“A lot of people think that living in a refugee camp is temporary. They think you are there for two or three years and leave. I lived there for 22 years. And I had to think, “What can I do for myself and my community?”

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So began the story of Lual Mayen, an award-winning developer and gaming studio founder with an incredible backstory. Lual was born in South Sudan, but a growing civil war led his parents to take him and his siblings and flee to Uganda. He was then raised in a refugee camp in northern Uganda, where he spent over two decades of his life.

In living with the lingering presence of violence, though, Lual found his passion and purpose. He decided to create immersive video games to promote peace and empathy – both in his country and around the world. And Lual saw technology as the bridge that would help him accomplish his dream. But, how could he learn to be a video game developer in a refugee camp with no public computers or Internet access? I sat down with Lual to talk about his gaming for good journey, and its unlikely connection to Western Digital.

Saving for Three Years for His First Computer

Before Lual could develop his groundbreaking video game, he had to learn the rules of game development. And before that, he needed a computer. His biggest supporter was his mother, and she started setting aside a portion of her earnings to help her son buy his first computer. Paycheck after paycheck, year after year. Three years later, she had saved the $300 needed for Lual to purchase a laptop.

Lual sees this gift as a moment that changed his life, describing, “It can’t go anywhere because it’s what started my route, my definition. No matter what I get today, that computer really defined what I’m going to be doing for the future and for the people in the world.”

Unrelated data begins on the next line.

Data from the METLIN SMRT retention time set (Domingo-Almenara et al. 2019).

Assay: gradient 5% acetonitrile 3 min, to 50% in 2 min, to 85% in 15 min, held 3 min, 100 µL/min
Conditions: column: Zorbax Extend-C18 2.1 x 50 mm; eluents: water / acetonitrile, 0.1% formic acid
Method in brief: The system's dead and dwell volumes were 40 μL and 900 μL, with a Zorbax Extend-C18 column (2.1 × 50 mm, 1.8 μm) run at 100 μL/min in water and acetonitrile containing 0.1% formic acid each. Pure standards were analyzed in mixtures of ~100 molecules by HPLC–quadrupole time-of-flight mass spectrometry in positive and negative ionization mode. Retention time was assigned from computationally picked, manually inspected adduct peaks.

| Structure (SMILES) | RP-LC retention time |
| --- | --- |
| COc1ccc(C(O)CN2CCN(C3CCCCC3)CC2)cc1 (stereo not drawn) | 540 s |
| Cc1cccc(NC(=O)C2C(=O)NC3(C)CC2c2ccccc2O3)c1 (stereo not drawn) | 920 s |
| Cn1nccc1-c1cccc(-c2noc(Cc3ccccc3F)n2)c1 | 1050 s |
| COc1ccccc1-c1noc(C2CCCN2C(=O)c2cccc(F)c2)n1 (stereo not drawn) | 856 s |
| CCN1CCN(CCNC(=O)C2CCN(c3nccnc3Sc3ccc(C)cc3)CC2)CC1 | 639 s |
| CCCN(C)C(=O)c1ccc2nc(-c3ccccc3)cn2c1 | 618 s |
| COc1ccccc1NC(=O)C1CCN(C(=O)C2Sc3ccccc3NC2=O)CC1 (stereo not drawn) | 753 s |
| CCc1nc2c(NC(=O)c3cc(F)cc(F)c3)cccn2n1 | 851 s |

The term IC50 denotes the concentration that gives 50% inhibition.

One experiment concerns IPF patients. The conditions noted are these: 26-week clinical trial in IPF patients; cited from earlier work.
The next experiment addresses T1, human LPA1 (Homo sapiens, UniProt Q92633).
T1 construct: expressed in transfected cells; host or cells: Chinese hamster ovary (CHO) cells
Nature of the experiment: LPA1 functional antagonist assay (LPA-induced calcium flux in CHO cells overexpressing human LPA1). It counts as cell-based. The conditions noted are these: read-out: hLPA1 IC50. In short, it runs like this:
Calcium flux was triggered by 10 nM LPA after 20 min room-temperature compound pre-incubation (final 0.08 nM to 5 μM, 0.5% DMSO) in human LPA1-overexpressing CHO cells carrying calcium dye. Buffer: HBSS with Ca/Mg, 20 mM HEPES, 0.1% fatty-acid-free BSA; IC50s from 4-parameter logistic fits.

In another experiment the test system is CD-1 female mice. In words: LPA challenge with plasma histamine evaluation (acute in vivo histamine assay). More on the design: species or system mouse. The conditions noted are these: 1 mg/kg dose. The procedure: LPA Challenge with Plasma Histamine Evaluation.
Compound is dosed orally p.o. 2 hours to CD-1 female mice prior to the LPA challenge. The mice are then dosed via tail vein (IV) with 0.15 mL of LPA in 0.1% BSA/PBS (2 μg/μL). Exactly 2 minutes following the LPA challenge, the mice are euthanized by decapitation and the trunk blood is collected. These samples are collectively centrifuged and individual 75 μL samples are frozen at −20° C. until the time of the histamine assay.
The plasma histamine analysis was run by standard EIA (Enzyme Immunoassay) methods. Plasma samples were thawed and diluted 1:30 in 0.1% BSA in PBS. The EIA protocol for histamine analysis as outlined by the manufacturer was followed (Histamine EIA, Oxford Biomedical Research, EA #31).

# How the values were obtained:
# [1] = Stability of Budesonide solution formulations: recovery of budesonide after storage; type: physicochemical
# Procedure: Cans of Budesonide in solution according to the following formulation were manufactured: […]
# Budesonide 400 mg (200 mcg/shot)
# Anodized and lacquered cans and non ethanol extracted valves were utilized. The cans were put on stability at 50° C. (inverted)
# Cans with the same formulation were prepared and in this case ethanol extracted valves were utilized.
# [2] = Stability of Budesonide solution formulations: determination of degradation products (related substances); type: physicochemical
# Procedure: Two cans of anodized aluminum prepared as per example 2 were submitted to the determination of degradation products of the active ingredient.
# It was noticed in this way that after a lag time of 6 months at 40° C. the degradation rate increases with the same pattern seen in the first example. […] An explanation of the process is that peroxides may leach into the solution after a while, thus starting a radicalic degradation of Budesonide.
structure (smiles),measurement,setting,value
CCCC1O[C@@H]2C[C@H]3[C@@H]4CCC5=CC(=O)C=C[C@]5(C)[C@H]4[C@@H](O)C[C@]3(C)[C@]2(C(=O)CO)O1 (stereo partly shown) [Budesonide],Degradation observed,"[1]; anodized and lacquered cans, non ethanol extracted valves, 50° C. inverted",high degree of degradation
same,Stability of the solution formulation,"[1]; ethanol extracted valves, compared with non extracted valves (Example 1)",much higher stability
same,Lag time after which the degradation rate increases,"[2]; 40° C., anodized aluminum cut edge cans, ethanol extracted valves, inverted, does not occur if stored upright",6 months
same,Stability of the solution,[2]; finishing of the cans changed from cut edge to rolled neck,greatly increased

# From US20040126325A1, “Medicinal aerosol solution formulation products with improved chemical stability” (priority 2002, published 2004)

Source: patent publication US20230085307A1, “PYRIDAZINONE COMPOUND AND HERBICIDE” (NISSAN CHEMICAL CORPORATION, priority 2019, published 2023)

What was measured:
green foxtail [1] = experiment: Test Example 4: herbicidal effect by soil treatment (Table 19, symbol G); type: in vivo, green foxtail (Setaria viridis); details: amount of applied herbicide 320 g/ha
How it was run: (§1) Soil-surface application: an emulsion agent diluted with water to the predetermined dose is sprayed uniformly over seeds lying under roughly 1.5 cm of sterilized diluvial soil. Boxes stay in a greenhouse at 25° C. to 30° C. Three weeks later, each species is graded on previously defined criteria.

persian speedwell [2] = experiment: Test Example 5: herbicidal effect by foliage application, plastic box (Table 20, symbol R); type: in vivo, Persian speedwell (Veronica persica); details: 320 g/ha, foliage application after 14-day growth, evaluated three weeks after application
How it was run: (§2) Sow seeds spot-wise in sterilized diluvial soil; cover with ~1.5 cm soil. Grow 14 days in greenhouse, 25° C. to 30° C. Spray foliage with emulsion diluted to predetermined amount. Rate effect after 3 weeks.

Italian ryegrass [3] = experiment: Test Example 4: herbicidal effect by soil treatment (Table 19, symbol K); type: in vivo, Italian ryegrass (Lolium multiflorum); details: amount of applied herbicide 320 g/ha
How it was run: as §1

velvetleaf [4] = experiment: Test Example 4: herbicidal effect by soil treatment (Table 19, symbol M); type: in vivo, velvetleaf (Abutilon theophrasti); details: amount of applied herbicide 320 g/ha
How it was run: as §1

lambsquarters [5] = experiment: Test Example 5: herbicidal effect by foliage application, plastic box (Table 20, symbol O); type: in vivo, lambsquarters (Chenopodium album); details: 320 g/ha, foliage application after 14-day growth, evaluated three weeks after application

Learning to Be a Video Game Developer

His next challenge was learning how to build his video game. To be a developer, Lual knew he needed to teach himself coding, graphic design, and other technical skills. The solution to his big problem was actually as small as a finger – a USB drive. During one of his 3-hour walks to a local city, Lual realized that he could load video game development lessons on a thumb drive, and bring them back to the camp to study. This would solve his lack of Internet connection by transporting data to his personal computer.

 “So, I used to have my friend help me a lot. We’d sometimes go to the city and put [coding] tutorials on a SanDisk® USB drive. We could store like 20 tutorials and I’d put them on my computer. Then, we’d just listen to them. That helped me a lot to train myself and prepare my journey [as a developer].”

Launching Salaam to Support Real-Life Refugees

Now, as CEO of Junub Games, Lual is preparing for the launch of his studio’s video game, Salaam, in summer of this year. The third-person, runner game follows the story of a refugee fleeing from civil war in their home country. It is unique in that players can buy in-game items that donate supplies to real-world refugee camps. Salaam has already attracted worldwide media coverage and near universal praise. It continues Lual’s mission to help people understand what’s going on in the world, and make social impact on the global community through gaming for good. And it all started with a computer and a dream.

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Michael is the Global Digital Marketing for Gaming Lead, maintaining the authenticity of WD_BLACK and the voice for the gaming community.